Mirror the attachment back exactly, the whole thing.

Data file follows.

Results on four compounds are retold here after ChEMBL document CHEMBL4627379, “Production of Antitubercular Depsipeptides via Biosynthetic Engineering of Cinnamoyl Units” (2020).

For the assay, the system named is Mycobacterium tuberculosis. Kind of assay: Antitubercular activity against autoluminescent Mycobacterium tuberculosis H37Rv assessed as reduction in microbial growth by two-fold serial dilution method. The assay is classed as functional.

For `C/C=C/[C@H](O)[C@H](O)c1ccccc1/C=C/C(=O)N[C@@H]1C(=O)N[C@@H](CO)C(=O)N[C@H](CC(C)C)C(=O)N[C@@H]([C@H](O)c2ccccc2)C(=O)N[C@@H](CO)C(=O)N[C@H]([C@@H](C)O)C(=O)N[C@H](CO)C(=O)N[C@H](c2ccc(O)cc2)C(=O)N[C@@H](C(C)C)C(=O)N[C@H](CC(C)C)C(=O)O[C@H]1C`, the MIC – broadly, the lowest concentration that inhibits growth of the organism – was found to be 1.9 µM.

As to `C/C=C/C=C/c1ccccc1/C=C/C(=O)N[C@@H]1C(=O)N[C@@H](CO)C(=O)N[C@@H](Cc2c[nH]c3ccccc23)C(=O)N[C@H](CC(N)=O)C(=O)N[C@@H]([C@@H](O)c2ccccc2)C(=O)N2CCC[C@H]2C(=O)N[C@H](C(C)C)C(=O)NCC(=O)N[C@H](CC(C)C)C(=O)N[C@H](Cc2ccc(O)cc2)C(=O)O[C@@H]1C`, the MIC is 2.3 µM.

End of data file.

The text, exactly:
Results on four compounds are retold here after ChEMBL document CHEMBL4627379, “Production of Antitubercular Depsipeptides via Biosynthetic Engineering of Cinnamoyl Units” (2020).

For the assay, the system named is Mycobacterium tuberculosis. Kind of assay: Antitubercular activity against autoluminescent Mycobacterium tuberculosis H37Rv assessed as reduction in microbial growth by two-fold serial dilution method. The assay is classed as functional.

For `C/C=C/[C@H](O)[C@H](O)c1ccccc1/C=C/C(=O)N[C@@H]1C(=O)N[C@@H](CO)C(=O)N[C@H](CC(C)C)C(=O)N[C@@H]([C@H](O)c2ccccc2)C(=O)N[C@@H](CO)C(=O)N[C@H]([C@@H](C)O)C(=O)N[C@H](CO)C(=O)N[C@H](c2ccc(O)cc2)C(=O)N[C@@H](C(C)C)C(=O)N[C@H](CC(C)C)C(=O)O[C@H]1C`, the MIC – broadly, the lowest concentration that inhibits growth of the organism – was found to be 1.9 µM.

As to `C/C=C/C=C/c1ccccc1/C=C/C(=O)N[C@@H]1C(=O)N[C@@H](CO)C(=O)N[C@@H](Cc2c[nH]c3ccccc23)C(=O)N[C@H](CC(N)=O)C(=O)N[C@@H]([C@@H](O)c2ccccc2)C(=O)N2CCC[C@H]2C(=O)N[C@H](C(C)C)C(=O)NCC(=O)N[C@H](CC(C)C)C(=O)N[C@H](Cc2ccc(O)cc2)C(=O)O[C@@H]1C`, the MIC is 2.3 µM.